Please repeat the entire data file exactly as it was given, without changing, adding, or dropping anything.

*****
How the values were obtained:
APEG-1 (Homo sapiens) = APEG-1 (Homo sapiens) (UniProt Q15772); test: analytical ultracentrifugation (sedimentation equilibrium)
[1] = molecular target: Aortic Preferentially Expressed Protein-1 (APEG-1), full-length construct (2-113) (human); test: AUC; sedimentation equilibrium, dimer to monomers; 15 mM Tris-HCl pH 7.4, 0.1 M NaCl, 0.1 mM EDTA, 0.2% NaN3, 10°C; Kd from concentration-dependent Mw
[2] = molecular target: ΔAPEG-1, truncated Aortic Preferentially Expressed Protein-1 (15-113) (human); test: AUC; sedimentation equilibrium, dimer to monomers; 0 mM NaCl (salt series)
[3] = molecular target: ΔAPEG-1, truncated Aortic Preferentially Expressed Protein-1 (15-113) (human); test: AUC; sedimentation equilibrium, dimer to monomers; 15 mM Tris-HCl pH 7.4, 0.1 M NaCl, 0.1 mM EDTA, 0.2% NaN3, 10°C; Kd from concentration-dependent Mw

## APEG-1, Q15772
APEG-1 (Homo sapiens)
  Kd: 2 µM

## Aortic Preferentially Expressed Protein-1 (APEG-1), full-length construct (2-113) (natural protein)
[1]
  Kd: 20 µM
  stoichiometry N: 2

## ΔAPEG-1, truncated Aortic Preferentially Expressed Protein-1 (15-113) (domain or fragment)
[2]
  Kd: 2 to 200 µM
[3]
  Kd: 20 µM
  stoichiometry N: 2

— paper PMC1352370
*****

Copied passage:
How the values were obtained:
APEG-1 (Homo sapiens) = APEG-1 (Homo sapiens) (UniProt Q15772); test: analytical ultracentrifugation (sedimentation equilibrium)
[1] = molecular target: Aortic Preferentially Expressed Protein-1 (APEG-1), full-length construct (2-113) (human); test: AUC; sedimentation equilibrium, dimer to monomers; 15 mM Tris-HCl pH 7.4, 0.1 M NaCl, 0.1 mM EDTA, 0.2% NaN3, 10°C; Kd from concentration-dependent Mw
[2] = molecular target: ΔAPEG-1, truncated Aortic Preferentially Expressed Protein-1 (15-113) (human); test: AUC; sedimentation equilibrium, dimer to monomers; 0 mM NaCl (salt series)
[3] = molecular target: ΔAPEG-1, truncated Aortic Preferentially Expressed Protein-1 (15-113) (human); test: AUC; sedimentation equilibrium, dimer to monomers; 15 mM Tris-HCl pH 7.4, 0.1 M NaCl, 0.1 mM EDTA, 0.2% NaN3, 10°C; Kd from concentration-dependent Mw

## APEG-1, Q15772
APEG-1 (Homo sapiens)
  Kd: 2 µM

## Aortic Preferentially Expressed Protein-1 (APEG-1), full-length construct (2-113) (natural protein)
[1]
  Kd: 20 µM
  stoichiometry N: 2

## ΔAPEG-1, truncated Aortic Preferentially Expressed Protein-1 (15-113) (domain or fragment)
[2]
  Kd: 2 to 200 µM
[3]
  Kd: 20 µM
  stoichiometry N: 2

— paper PMC1352370